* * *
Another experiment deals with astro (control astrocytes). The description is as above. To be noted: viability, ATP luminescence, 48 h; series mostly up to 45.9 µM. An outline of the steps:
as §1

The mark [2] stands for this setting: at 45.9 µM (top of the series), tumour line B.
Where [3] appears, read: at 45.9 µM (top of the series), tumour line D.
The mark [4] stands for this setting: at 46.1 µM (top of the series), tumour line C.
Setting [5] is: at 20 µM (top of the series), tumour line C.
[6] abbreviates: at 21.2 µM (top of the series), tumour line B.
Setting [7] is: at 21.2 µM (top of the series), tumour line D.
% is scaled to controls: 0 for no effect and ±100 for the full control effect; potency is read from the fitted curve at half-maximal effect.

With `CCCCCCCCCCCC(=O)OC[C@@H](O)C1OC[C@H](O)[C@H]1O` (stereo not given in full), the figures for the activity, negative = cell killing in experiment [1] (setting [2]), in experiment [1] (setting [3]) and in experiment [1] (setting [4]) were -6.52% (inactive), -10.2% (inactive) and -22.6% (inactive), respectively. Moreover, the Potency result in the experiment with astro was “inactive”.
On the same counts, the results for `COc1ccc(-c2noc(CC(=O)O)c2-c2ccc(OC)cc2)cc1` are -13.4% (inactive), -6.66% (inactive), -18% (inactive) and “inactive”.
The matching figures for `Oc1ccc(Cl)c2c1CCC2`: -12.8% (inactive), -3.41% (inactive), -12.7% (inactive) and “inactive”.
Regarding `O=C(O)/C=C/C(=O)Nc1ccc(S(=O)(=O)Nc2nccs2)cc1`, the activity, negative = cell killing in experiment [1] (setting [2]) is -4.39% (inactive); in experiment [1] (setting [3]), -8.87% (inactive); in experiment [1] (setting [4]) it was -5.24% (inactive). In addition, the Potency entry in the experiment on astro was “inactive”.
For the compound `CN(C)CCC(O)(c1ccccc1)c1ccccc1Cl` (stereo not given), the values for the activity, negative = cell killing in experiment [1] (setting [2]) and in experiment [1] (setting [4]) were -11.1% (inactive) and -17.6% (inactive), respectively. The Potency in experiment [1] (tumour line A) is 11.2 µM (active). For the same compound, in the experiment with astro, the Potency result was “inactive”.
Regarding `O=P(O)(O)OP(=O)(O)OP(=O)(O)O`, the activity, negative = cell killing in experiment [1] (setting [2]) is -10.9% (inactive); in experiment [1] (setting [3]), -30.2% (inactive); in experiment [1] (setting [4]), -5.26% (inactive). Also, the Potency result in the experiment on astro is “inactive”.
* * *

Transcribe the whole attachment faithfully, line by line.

Another experiment deals with astro (control astrocytes). The description is as above. To be noted: viability, ATP luminescence, 48 h; series mostly up to 45.9 µM. An outline of the steps:
as §1

The mark [2] stands for this setting: at 45.9 µM (top of the series), tumour line B.
Where [3] appears, read: at 45.9 µM (top of the series), tumour line D.
The mark [4] stands for this setting: at 46.1 µM (top of the series), tumour line C.
Setting [5] is: at 20 µM (top of the series), tumour line C.
[6] abbreviates: at 21.2 µM (top of the series), tumour line B.
Setting [7] is: at 21.2 µM (top of the series), tumour line D.
% is scaled to controls: 0 for no effect and ±100 for the full control effect; potency is read from the fitted curve at half-maximal effect.

With `CCCCCCCCCCCC(=O)OC[C@@H](O)C1OC[C@H](O)[C@H]1O` (stereo not given in full), the figures for the activity, negative = cell killing in experiment [1] (setting [2]), in experiment [1] (setting [3]) and in experiment [1] (setting [4]) were -6.52% (inactive), -10.2% (inactive) and -22.6% (inactive), respectively. Moreover, the Potency result in the experiment with astro was “inactive”.
On the same counts, the results for `COc1ccc(-c2noc(CC(=O)O)c2-c2ccc(OC)cc2)cc1` are -13.4% (inactive), -6.66% (inactive), -18% (inactive) and “inactive”.
The matching figures for `Oc1ccc(Cl)c2c1CCC2`: -12.8% (inactive), -3.41% (inactive), -12.7% (inactive) and “inactive”.
Regarding `O=C(O)/C=C/C(=O)Nc1ccc(S(=O)(=O)Nc2nccs2)cc1`, the activity, negative = cell killing in experiment [1] (setting [2]) is -4.39% (inactive); in experiment [1] (setting [3]), -8.87% (inactive); in experiment [1] (setting [4]) it was -5.24% (inactive). In addition, the Potency entry in the experiment on astro was “inactive”.
For the compound `CN(C)CCC(O)(c1ccccc1)c1ccccc1Cl` (stereo not given), the values for the activity, negative = cell killing in experiment [1] (setting [2]) and in experiment [1] (setting [4]) were -11.1% (inactive) and -17.6% (inactive), respectively. The Potency in experiment [1] (tumour line A) is 11.2 µM (active). For the same compound, in the experiment with astro, the Potency result was “inactive”.
Regarding `O=P(O)(O)OP(=O)(O)OP(=O)(O)O`, the activity, negative = cell killing in experiment [1] (setting [2]) is -10.9% (inactive); in experiment [1] (setting [3]), -30.2% (inactive); in experiment [1] (setting [4]), -5.26% (inactive). Also, the Potency result in the experiment on astro is “inactive”.